Saskatchewan Jazz Festival 2005
First days at a new job are nerve racking, especially after offering to help wherever and whenever needed with no idea of what that may actually mean. All I know is to be at the "Artist Hospitality" room at the swanky Delta Bessborough Hotel downtown at 11:30 a.m.
The classroom-size space, behind a door with dark glass panes just a few feet from the check-in desk, looks nothing like a posh place to welcome performers. It's a work area - whiteboards listing transportation assignments and other duties are leaning against a non-working bar, stacks of T-shirts and other souvenirs are piled in another part of the room, dozens of water and soda bottles for the artists are chilling in a refrigerator against a wall, and organizers do paperwork on a couple of long folding tables.
I pick up my T-shirt and am told I'll be selling souvenirs at a stand in a park about a block away, where a series of free concerts featuring mostly local artists are taking place all week. They're also hoping I'm available for "hospitality" duty starting mid-afternoon, which today means hauling gear for some of the day's main acts to a garden stage just outside the hotel.
The souvenir stand in the park is small and not terribly busy, with the large hemp shirt from a previous festival one of the few sales during my initial shift. The lunchtime quartet concert led by vibraphonist Roy Sydiaha, a longtime local symphony and club player, is two sets of mostly subdued standards, although it's interesting watching him break down "Happy Birthday" into a piece-by-piece demonstration of jazz composition for a group of students on their last day of school.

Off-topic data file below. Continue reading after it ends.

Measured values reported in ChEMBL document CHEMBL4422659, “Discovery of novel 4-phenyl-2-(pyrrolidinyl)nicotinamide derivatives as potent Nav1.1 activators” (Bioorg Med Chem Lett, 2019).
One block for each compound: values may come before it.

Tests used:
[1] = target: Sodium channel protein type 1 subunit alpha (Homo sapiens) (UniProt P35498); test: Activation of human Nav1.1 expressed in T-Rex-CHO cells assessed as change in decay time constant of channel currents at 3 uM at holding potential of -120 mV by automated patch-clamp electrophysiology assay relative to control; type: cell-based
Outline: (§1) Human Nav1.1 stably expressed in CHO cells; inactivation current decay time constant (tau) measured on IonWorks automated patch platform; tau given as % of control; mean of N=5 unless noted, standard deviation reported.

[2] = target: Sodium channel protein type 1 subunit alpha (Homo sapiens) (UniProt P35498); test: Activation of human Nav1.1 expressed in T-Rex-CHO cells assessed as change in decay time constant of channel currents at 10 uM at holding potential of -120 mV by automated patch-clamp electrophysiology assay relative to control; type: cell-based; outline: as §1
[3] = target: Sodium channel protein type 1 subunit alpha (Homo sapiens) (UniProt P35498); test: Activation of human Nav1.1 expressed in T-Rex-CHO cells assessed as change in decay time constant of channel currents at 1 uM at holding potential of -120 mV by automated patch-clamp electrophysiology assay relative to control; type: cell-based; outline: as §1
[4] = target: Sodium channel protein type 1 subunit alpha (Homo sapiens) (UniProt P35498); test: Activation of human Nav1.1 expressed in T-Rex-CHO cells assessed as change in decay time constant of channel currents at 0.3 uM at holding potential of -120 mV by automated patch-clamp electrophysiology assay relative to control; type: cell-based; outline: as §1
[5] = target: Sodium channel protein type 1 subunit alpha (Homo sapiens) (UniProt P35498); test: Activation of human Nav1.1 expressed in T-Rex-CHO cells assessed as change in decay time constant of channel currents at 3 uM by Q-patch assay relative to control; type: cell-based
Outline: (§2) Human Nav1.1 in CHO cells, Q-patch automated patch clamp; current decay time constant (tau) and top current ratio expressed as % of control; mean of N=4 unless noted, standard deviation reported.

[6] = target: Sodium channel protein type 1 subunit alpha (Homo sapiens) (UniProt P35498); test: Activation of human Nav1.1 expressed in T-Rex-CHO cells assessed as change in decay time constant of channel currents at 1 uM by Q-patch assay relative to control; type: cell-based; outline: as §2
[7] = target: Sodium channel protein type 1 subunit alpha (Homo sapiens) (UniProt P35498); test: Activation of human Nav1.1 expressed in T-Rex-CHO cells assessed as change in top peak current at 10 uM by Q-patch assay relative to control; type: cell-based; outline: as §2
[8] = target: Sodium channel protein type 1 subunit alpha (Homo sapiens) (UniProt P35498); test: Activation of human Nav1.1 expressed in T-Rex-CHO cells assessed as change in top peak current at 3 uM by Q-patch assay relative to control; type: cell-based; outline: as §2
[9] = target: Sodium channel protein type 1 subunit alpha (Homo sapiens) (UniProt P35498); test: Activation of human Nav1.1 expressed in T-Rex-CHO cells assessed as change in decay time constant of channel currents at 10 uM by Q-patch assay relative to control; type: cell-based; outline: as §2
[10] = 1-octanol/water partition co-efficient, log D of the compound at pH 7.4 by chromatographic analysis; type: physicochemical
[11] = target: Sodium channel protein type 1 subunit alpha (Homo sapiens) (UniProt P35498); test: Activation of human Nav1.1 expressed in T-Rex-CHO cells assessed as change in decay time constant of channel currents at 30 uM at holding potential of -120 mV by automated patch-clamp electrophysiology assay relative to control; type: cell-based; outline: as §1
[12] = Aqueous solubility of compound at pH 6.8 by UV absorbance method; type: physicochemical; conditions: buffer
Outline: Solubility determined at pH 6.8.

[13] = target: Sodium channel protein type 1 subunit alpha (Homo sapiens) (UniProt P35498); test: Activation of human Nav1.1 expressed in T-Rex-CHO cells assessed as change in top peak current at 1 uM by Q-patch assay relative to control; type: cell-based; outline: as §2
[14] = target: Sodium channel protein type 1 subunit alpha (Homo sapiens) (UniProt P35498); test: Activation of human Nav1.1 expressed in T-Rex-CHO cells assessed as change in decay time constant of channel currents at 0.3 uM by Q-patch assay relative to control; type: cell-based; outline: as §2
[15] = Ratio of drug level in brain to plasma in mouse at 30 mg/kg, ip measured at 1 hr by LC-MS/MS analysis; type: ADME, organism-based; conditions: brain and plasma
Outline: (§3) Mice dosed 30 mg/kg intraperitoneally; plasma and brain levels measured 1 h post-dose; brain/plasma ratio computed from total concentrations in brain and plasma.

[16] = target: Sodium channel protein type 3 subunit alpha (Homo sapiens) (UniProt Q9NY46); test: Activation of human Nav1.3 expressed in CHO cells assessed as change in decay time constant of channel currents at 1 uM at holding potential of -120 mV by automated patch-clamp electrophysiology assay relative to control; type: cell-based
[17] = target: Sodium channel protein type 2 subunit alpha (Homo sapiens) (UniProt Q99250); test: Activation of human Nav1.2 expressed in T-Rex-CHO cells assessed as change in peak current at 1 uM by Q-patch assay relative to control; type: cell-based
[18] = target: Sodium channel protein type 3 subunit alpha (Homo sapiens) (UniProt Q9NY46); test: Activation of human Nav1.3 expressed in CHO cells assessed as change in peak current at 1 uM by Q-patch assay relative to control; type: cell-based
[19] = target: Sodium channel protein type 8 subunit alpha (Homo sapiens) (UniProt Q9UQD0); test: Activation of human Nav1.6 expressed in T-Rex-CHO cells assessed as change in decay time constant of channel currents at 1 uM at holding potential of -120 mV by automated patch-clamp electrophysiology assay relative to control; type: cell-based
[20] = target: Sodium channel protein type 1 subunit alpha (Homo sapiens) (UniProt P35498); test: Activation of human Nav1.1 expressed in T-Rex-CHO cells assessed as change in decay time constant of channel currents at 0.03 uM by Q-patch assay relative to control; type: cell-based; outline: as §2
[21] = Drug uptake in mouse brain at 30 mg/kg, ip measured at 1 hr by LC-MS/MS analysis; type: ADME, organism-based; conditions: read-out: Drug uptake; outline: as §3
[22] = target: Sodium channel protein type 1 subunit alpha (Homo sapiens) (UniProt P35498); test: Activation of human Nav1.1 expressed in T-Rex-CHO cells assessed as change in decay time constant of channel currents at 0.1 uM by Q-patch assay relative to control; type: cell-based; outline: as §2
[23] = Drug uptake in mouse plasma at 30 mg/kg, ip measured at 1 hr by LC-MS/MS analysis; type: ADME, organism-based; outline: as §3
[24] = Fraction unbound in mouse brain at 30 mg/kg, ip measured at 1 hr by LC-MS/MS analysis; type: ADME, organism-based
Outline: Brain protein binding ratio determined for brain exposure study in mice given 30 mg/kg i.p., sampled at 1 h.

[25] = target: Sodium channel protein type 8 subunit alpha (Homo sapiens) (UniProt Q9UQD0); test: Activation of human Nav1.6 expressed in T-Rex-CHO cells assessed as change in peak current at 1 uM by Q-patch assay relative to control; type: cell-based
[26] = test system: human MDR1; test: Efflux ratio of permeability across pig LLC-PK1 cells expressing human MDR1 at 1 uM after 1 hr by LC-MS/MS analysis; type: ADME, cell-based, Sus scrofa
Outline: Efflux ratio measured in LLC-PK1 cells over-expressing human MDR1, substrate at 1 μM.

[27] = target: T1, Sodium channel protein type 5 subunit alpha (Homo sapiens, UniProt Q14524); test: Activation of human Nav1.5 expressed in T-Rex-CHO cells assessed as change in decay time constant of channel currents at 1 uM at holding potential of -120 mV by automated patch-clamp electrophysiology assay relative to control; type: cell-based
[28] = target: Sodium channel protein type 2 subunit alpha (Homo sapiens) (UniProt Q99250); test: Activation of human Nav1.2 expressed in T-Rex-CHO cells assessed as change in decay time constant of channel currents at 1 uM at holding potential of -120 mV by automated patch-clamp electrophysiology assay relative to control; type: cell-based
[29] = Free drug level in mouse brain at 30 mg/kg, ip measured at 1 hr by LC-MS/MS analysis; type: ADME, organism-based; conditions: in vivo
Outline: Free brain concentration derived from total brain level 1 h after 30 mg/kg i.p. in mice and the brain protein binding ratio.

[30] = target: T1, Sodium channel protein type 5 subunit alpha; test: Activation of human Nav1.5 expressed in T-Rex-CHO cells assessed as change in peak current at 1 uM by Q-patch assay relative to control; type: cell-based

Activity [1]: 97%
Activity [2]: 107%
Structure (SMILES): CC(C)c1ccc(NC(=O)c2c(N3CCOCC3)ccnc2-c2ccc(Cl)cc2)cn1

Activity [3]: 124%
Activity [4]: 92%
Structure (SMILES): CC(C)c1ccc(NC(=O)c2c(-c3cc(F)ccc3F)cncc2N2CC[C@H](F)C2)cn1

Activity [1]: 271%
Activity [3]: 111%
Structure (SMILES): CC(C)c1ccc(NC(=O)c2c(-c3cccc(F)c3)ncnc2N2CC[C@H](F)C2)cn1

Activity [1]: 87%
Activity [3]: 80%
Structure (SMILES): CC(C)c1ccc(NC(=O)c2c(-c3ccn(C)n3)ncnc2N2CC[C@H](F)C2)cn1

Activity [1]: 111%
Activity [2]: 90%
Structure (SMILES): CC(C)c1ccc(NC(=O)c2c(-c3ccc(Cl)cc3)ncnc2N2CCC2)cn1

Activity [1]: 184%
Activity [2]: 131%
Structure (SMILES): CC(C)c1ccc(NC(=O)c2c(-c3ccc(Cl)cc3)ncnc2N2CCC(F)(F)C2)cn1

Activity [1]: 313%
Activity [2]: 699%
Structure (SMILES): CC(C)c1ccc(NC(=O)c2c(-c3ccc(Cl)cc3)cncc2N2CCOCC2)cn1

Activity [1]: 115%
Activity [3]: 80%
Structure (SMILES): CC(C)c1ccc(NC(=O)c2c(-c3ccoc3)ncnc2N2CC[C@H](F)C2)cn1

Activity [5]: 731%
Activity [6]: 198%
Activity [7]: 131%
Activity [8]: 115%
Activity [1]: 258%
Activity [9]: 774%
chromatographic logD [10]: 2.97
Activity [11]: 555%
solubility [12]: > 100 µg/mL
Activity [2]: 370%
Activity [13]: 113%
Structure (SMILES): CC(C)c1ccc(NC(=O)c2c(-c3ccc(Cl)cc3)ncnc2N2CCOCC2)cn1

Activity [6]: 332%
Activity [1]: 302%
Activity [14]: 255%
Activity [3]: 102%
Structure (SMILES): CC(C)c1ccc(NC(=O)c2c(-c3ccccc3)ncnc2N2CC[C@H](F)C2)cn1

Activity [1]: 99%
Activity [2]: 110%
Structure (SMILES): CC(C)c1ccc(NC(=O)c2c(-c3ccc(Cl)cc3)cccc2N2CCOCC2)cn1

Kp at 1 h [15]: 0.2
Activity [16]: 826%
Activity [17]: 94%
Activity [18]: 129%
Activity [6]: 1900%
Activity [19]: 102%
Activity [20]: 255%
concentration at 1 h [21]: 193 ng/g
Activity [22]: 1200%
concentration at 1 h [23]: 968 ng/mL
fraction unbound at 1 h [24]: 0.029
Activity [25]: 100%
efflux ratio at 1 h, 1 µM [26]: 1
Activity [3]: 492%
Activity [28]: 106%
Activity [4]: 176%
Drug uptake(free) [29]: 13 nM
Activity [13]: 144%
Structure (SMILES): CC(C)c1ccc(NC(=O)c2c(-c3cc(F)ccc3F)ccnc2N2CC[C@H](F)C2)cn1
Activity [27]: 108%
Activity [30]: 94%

One of the day's more significant problems arises early in the afternoon as a storm delays Sandoval's plane from Toronto, forcing organizers to delay the 8 p.m. scheduled start to 9: 30 p.m. To someone's credit I hear the announcement a few minutes later on a local radio station as I begin "hospitality" duties by assisting maybe half a dozen others move dozens of boxes of gear in protective cases through the hotel's kitchen and back hallways.
If officials are overly stressed by the delay they aren't showing it since, as one notes, there's nothing they can do about the weather. Besides, there's no shortage of other tasks and people coming through. Among them is a younger-looking man asking about meal vouchers and getting paid immediately after their concert "because we have to fly out right away." After getting vouchers (organizers wonder only afterward if he's supposed to get them) and reassurance someone will take care of money, he exchanges a few pleasantries and leaves - at which point I learn he's Shawn Hewett, opening act for the day's featured K-OS concert. The encounter boosts a personal theory that it's easier dealing with famous people when you have no idea who they are. Most of the performers probably appreciate it as well, getting treated like real people instead of the awkward/fawning often experienced.